Tuesday, December 22, 2009

Mistakes and Learning from Jesus

I hope you make mistakes, learn from them, and strive to lead like Jesus.

"Success is not final, failure is not fatal: it is the courage to continue that counts.” —Winston Churchill (1874–1965).

I recently read a blog from one of my favorite companies called Bonobos. Bonobos is a US company that manufactures great pants and polos (the standard in dress for me). Andy Dunn, the CEO of Bonobos, recently blogged about two mistakes the company plans to make only once. They over-advertised and over-promoted the product. He vowed to only make those mistakes once.

What a great challenge - Learn from mistakes (don't stop there) and take action.

Thomas Edison was interviewed by a young reporter who boldly asked Edison if he felt like a failure. Perplexed, Edison replied, "Young man, why would I feel like a failure? And why would I ever give up? I now know definitively over 9,000 ways that an electric light bulb will not work. Success is almost in my grasp." And shortly after that, and over 10,000 attempts, Edison invented the light bulb.

Seth Godin, a thought-leader maverick, bolstered this point by writing, "the problem is that you can't have good ideas unless you're willing to generate a lot of bad ones."

I struggle with failure. I hate it. I never like loosing any game whether it's Candyland or football. Consequently, I do not attempt something if I fear that I will fail. One attitude that has transformed my anxiety is called self-differentiation. Self-differentiation enables a person to not become entangled with the anxious reaction usually accompanied by a failure (or loss). Here is a short essay on the concept and how it applies to church leadership.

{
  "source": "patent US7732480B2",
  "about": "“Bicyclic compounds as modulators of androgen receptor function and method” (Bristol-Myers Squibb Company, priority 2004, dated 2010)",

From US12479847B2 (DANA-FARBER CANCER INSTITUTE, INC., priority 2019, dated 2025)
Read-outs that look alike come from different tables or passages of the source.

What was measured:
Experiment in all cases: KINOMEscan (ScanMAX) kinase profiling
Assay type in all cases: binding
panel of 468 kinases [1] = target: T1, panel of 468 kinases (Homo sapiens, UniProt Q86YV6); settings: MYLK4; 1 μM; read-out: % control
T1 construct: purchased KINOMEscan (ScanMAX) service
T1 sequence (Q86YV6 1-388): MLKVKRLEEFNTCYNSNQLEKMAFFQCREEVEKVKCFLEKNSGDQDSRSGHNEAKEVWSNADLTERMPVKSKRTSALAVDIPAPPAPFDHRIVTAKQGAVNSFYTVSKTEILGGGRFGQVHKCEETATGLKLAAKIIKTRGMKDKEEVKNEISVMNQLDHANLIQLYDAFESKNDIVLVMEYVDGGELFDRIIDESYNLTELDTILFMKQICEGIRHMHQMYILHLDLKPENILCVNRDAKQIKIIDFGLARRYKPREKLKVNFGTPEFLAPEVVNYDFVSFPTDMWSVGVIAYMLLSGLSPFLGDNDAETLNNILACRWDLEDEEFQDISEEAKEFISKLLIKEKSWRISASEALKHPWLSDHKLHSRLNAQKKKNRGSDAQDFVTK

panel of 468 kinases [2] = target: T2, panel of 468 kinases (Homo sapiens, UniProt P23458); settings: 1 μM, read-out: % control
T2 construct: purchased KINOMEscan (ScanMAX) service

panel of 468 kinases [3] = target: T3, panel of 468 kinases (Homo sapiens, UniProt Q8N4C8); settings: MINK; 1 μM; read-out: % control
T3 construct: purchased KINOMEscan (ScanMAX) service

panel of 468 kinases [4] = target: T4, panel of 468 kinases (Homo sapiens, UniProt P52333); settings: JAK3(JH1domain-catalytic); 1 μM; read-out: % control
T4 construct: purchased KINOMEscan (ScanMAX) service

John Maxwell in his book Failing Forward said, "When you fall down, pick up something [learn a lesson from the failure] while you are down there."

Here are the mistakes from 2009 that I plan only making once.

1. Heed the warning label. In January, I was prescribed Transderm Scop as a precaution for motion sickness before traveling in Israel. The warning read, "Some patients report dizziness after using patch for more than 3 days." I wore the patch for 14 days (insert laughter). And although I did not get sick in Israel, I was dizzy for two weeks after the trip. The lesson learned is to heed the warning label on prescriptions. Warning signs are important.

2. Be yourself and allow people to see you grow. Do you try to prove you are better than you are? I do. When we serve that constant pressure to prove to somebody that we are a good leader or a spiritual person or an able writer, then the spotlight is on us. That same pressure also sets us up to try too hard, get in the flesh, and do dumb things. Worst of all, it keeps us leading out of our insecurities instead of true humility. The lesson learned is about daily growth and authenticity.